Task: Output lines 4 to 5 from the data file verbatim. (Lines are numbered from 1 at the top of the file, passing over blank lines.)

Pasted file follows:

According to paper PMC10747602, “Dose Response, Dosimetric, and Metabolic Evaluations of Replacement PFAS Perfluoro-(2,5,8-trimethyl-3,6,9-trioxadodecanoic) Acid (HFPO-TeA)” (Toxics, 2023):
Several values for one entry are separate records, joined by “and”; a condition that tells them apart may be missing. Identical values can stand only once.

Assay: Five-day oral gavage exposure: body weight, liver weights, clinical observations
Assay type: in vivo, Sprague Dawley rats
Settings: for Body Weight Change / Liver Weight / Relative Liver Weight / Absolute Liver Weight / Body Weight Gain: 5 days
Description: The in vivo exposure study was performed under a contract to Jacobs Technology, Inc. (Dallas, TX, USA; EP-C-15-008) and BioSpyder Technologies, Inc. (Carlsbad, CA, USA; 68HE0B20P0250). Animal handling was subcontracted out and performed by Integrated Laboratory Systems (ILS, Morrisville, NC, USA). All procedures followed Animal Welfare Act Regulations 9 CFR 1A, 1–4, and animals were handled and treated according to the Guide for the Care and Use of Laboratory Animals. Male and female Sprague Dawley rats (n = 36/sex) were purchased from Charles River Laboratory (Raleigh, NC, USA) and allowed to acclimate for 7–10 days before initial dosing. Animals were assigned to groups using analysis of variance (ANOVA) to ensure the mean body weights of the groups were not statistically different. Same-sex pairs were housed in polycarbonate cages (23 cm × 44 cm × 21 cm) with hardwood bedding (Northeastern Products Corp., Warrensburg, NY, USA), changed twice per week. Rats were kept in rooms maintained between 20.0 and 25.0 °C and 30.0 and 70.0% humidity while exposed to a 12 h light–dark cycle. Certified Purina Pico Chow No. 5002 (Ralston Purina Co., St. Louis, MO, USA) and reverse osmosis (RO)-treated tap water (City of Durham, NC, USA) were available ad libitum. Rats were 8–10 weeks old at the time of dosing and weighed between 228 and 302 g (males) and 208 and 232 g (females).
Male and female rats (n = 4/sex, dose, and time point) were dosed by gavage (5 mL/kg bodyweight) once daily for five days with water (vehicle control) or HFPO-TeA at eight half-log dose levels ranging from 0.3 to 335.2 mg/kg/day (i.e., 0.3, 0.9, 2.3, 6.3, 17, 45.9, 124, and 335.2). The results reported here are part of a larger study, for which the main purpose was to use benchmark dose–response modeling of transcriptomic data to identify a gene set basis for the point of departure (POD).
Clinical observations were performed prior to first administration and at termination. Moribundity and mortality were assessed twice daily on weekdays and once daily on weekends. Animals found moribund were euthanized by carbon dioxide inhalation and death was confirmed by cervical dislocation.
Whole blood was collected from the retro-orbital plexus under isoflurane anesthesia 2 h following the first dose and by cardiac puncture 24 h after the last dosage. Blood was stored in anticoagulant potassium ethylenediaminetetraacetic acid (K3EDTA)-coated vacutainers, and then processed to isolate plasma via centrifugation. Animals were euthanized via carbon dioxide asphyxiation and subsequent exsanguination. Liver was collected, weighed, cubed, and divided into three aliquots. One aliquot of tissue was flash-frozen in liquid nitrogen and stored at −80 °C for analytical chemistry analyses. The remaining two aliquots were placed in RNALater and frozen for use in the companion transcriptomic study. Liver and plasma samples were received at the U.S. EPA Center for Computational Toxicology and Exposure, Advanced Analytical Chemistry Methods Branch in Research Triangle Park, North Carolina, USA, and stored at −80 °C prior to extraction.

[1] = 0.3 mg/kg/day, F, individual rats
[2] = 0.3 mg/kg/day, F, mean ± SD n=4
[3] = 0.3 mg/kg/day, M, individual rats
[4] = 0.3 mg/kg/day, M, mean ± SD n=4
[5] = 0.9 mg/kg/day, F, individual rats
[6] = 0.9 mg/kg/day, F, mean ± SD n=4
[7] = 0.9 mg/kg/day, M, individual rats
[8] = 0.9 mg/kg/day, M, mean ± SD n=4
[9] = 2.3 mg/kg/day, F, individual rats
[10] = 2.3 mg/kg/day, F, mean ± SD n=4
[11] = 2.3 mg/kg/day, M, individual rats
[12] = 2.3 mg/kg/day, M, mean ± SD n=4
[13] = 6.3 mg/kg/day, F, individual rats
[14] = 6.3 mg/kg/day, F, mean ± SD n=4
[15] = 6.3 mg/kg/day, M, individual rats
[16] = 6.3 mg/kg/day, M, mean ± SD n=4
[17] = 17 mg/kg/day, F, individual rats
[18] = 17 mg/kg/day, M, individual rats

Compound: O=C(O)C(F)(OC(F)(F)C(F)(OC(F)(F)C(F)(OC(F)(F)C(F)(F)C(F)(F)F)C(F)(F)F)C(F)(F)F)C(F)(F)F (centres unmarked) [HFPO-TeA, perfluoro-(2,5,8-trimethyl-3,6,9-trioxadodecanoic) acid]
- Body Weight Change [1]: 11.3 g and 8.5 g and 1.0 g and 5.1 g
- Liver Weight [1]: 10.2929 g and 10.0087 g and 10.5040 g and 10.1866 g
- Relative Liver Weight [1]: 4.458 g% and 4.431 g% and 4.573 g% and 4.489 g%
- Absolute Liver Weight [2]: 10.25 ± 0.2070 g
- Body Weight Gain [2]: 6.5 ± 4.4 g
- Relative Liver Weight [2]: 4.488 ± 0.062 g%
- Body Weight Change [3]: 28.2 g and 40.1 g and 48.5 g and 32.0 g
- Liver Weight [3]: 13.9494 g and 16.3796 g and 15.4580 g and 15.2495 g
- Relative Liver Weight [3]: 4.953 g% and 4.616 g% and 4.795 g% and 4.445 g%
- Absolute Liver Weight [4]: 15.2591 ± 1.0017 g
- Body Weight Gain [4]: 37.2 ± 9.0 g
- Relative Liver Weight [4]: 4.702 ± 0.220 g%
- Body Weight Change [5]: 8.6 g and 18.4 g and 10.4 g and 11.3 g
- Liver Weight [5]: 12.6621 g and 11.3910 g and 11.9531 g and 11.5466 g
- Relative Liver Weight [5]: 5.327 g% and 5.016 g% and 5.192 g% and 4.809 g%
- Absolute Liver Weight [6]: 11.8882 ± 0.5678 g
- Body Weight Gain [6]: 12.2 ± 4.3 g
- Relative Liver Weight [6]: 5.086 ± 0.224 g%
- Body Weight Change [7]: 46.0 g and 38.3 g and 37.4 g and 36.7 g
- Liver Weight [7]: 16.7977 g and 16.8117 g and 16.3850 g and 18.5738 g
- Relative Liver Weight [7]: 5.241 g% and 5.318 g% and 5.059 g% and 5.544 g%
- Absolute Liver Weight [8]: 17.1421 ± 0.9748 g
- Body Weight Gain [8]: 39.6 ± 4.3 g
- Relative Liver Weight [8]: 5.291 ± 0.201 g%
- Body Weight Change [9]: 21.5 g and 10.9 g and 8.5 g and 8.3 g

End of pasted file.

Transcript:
Assay type: in vivo, Sprague Dawley rats
Settings: for Body Weight Change / Liver Weight / Relative Liver Weight / Absolute Liver Weight / Body Weight Gain: 5 days